City Guide to Edinburgh, Scotland

City Guide to Edinburgh, Scotland

The Curious Incident of the Dog in the Night-time (2017), Edinburgh Festival Theatre, Review


By Ken Wilson - Posted on 21 February 2017

5
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Show Details
Company: 
National Theatre
Production: 
Simon Stephens (writer, based on the novel by Mark Haddon), Marianne Elliott (director), Bunny Christie (designer), Paule Constable (lighting) Finn Ross (video designer)
Performers: 
Scott Reid (Christopher), Lucianne McEvoy (Siobhan), David Michaels (Ed), Emma Beattie (Judy)
Running time: 
145mins

There often seems to be more young people who present as being “on the spectrum” than ever before. Better diagnosis and more openness about conditions like Asperger's Syndrome and autism may be the cause.

Christopher (an expressive and sprightly Scott Reid) is a 15-year-old with severe Asperger’s – he can tell the number of stars in the universe, but can’t stand to be touched. He knows all about prime numbers but not about people. Christopher is a whiz with mathematics, but can’t stand strangers.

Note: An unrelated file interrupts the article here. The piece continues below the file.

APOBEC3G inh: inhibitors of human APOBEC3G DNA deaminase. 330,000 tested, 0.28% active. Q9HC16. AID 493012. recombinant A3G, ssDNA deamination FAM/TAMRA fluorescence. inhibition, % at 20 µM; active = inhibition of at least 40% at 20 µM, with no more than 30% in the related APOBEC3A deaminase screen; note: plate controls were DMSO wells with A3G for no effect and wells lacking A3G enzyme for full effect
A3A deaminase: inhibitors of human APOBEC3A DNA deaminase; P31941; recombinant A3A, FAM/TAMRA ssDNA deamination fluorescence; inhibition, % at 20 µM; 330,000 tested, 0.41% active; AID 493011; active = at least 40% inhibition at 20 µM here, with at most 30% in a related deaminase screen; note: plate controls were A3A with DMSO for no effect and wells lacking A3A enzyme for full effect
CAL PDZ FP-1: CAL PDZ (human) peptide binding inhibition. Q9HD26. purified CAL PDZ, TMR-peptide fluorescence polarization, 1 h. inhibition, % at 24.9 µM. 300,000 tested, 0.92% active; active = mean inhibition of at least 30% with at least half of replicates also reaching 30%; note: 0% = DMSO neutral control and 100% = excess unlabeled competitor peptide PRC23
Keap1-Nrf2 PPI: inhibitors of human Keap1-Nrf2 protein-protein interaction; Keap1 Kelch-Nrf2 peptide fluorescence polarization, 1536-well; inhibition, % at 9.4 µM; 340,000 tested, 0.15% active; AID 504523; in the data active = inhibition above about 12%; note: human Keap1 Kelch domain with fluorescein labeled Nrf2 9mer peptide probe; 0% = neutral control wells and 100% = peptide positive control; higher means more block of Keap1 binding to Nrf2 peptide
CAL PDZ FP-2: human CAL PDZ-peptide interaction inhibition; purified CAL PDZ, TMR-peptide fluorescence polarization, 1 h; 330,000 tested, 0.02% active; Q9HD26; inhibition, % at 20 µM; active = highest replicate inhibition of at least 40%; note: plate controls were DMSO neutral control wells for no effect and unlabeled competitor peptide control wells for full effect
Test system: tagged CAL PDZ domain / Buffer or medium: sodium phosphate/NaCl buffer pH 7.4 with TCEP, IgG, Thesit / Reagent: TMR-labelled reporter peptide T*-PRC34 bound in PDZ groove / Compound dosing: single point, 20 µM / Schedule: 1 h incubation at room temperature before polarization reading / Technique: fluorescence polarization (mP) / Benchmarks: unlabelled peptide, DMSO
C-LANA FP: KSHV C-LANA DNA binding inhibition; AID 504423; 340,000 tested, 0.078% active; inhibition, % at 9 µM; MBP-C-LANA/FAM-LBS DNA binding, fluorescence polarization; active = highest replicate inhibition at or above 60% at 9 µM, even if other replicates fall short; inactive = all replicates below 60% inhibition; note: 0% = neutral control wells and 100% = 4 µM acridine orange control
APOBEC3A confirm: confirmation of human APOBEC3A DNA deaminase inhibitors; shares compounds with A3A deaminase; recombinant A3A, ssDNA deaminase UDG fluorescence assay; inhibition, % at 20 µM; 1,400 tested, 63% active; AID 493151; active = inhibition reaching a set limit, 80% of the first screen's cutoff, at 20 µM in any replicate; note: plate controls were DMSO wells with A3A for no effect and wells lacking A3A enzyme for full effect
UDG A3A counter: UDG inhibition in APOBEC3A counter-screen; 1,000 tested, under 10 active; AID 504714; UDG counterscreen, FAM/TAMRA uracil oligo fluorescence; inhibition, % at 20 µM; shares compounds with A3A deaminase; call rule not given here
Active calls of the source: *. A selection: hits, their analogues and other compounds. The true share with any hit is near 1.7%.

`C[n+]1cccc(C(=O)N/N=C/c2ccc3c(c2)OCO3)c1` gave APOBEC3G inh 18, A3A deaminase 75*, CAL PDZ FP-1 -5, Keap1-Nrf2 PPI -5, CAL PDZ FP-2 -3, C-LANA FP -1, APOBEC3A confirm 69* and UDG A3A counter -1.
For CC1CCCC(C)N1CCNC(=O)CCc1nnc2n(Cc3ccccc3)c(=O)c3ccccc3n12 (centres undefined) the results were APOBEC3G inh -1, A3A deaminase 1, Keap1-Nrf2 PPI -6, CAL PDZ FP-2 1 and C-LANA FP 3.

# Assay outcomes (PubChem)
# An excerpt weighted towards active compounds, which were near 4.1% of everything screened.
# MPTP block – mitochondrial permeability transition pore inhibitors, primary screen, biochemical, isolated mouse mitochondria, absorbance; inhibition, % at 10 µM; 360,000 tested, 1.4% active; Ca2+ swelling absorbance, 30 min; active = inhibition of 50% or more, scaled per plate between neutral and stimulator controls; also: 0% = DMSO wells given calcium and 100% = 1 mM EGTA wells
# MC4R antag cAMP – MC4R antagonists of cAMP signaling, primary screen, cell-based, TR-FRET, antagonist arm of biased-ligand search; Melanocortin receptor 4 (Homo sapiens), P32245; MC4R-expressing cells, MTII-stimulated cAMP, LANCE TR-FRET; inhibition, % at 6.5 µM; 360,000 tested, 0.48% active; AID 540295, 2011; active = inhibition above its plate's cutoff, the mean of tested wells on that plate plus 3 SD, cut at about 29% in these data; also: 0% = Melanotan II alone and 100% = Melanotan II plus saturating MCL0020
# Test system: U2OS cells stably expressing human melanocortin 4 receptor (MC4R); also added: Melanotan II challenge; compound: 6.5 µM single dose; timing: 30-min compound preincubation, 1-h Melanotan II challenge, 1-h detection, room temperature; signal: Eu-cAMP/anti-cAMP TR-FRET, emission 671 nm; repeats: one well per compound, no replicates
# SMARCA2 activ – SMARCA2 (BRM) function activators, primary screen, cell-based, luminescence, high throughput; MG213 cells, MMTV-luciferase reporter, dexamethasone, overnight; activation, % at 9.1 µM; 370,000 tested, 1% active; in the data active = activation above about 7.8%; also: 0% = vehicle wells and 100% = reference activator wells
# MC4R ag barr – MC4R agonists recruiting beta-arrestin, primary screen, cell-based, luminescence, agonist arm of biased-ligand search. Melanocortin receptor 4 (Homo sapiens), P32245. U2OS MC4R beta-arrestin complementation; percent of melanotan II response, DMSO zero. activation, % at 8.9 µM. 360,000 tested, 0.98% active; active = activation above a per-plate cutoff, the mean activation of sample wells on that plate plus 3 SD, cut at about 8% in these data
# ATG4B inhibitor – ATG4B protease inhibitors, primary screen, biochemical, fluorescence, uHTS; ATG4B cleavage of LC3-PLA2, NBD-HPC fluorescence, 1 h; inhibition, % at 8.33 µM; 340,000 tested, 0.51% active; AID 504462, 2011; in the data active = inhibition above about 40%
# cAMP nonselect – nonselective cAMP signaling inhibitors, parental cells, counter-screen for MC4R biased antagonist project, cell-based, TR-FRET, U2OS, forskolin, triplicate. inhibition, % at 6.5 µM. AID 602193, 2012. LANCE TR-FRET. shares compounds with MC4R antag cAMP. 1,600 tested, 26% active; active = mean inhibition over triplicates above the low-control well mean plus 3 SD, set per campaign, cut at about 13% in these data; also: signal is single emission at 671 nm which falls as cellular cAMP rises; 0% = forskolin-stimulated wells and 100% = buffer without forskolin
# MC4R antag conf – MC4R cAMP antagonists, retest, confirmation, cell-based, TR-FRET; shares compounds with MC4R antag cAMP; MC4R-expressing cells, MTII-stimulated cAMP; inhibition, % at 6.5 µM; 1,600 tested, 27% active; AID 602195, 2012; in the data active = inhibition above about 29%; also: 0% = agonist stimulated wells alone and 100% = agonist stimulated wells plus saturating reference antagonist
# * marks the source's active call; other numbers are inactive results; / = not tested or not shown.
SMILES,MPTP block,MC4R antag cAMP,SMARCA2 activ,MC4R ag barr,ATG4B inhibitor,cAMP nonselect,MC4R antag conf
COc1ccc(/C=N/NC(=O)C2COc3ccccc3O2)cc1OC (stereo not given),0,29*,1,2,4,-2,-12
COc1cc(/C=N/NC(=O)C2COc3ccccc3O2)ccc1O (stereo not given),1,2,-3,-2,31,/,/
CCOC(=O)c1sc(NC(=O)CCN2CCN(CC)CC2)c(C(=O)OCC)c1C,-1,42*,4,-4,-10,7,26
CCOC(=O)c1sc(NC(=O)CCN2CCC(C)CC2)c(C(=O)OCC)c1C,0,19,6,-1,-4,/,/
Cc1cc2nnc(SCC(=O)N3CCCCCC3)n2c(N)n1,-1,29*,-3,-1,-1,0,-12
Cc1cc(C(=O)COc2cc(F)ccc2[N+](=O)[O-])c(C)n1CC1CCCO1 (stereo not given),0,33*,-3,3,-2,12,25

His father is patient and just about copes with his son’s challenging demands. Then a neighbour’s dog is found killed in a nearby back garden. Motherless Christopher plans to discover who killed the beast and makes some surprising, life-changing discoveries.

Although the narrative sounds domestic the staging is anything but. The story is based on the bestselling novel by Mark Haddon and was adapted for the National Theatre by Simon Stephens. But it’s director Marianne Elliott and her creative team who deserve the lion’s share of praise in this startling, much-lauded piece of contemporary, popular theatre which illumines a condition that many people find difficult to understand.

The digitised cube in which the action takes place is animated with everything from the night sky to the tumbling numbers that dominate Christopher’s world. Eight projectors are used in the lighting scheme offering more than 11 million pixels.

Christopher – so often exasperating to the adults around him – says everything as he sees it, sparing no one’s blushes and incapable of a white lie. The play is as much as anything about truth-telling – the delusions, the obfuscations, the painful lies we tell because we can’t face reality. In almost every way this is a vital, modern classic.

Til 25 February

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